I'm thinking of mixing up my blog entry titles. I like to use categories to keep it all straight, but categories do leave one rather underwhelmed. Especially when a project deserves a kick-a** title like "Epic Knit Dress Failure" which is what I should call this post.

    I am on a hunt. A hunt for The Perfect Knit Dress. And since this is a perfect dress, my requirements are steep. In terms of style--feminine, fun, dress it up or down. In terms of construction--easy to medium. I want to make a lot of these. In terms of fabric--works with stripes, solids, or prints. I don't want too much, huh?

    A few months ago I got a bargain box from Girl Charlee and it had a lovely brown floral in it. Fifteen yards of lovely brown floral. Guess what I found out? There aren't fifteen yards of open space in my house. I liked the small scale of the print but couldn't wrap my head around the enormity of the yardage, so I tossed it on a shelf and left it there. Eventually, it occurred to me that this fabric would be perfect for experimenting with my knit dress obsession.

    What I REALLY want is a knit dress that looks like the Sewaholic Cambie. Sweetheart neckline, pretty straps, fluffy skirt, it hits all my requirements when it comes to style lines. But I haven't found much evidence to suggest it could be made in a knit. And I'm too cheap to buy the pattern for experimenting. So, I've been Frankenpatterning ones that I already have. For this first version, it involved a half-circle skirt and the top 18 inches of Butterick 5606. Just one problem: prewashing.

    I don't know about you, but my washing machine struggles with a bedsheet. They always get twisted around the column thingy and I feel like they're not actually laundered. Because I'm SO cheap, I couldn't bear to cut a few yards off my 15 to prewash. What if I wasted fabric?? (I KNOW IT SOUNDS CRAZY.) Like a good little girl, I obeyed all my sewing books and cut a small swatch, measured it, washed it, and then measured it again to figure out the amount of shrinkage. Minimal. Great! I could move ahead with my dress experimentation and not worry much.

    Can you guess how this story will end?

    IT SHRANK. A LOT. Sigh. I was SO excited about it, too. To further shame myself for being unwilling to cut and prewash, I've given you this photo of the dress on me. The waist is too high, the skirt is too short (and I haven't hemmed it yet). It looks exactly like a shrunken dress. It doesn't look terrible in the above photo, but you can see the problems more clearly here:

    This is what I would call an "outtake" photo, by the way. The quality is terrible and AB is making a face, but it does show how bad the dress looks.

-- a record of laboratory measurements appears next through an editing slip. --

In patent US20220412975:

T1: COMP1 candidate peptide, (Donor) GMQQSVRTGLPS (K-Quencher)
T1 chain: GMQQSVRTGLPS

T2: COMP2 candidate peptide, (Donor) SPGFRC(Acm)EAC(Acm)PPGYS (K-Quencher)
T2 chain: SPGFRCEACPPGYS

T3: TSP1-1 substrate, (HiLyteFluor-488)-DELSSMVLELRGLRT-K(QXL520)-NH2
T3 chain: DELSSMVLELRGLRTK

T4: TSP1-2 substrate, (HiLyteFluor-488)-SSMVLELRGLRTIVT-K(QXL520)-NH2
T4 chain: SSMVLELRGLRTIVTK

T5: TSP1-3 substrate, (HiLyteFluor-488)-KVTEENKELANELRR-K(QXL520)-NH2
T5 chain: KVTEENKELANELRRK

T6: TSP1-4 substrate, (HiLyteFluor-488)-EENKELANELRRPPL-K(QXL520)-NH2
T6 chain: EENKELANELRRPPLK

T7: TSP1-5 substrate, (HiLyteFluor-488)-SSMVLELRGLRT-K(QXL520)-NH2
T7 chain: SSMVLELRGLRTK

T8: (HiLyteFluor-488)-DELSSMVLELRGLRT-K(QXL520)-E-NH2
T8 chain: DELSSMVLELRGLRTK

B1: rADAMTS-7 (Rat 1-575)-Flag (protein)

If you're done laughing at me and would like the deets on the pattern, I'll spill. When I try again with The Perfect Knit Dress, my approach won't be much different (except, of course, prewashing). The half-circle skirt fits the bill for fun and flirty. I decided a full circle skirt would be too much oomph and might not dress down well enough. To draft my half circle skirt pattern, I used the amazingly wonderful excellent tutorial and calculator at Patty the Snug Bug. I added in-seam pockets (it can't be a perfect anything without pockets) using a pattern piece from McCall's 6288.

    To figure out the length of the bodice, I measured from my shoulder to my waist and added seam allowance, and then cut that far down on the Butterick pattern piece. I love the way the top part fits on my feather tunic, so I wanted to use it again here. I think next time, I'll make the side seams more straight up-and-down. On the Butterick pattern they flare out a touch too much for converting into a top.

    I did make an elastic casing at the waist, using the seam allowance which was created by sewing the bodice to the skirt. I used the same method in New Look 6097. For some reason, it was annoying in this dress. Just a difference in fabric, I suppose.

    The reason I was so excited about this creation, pre-shrinking, is the way I finished the armholes and neck. The Butterick pattern calls for narrow 1/4" hems, which is fast (and fast is partially why I chose this pattern to hack) but kind blah and terrible. I have a knit RTW tank top that uses bias binding as a facing, and I decided to copy it. To get the method straight, I turned to my newly acquired Reader's Digest Complete Guide to Sewing (for $3!!) and BAM it had the answer. So look at my pretty insides!

    This post is already way too long, so I won't go over the method in detail. I'll save that for Version 2 of The Perfect Knit Dress. Just know that I plan on doing armholes and necklines this way whenever possible.

    Before I send out an SOS for any petite friends who might want my shrunken dress, I have some ideas on fixing it. I'll keep you posted! What about you? Do you ever skip prewashing? I NEVER have until now...and see what it got me. Complete fail.

    Is it Thrifty Thursday again already? This summer is flying! But you still have time to whip up some Sadie Nighties, marked down today to only $4. Be sure to check out Peek-A-Boo Pattern Shop's new website AND Romper Week. All romper patterns are only $6!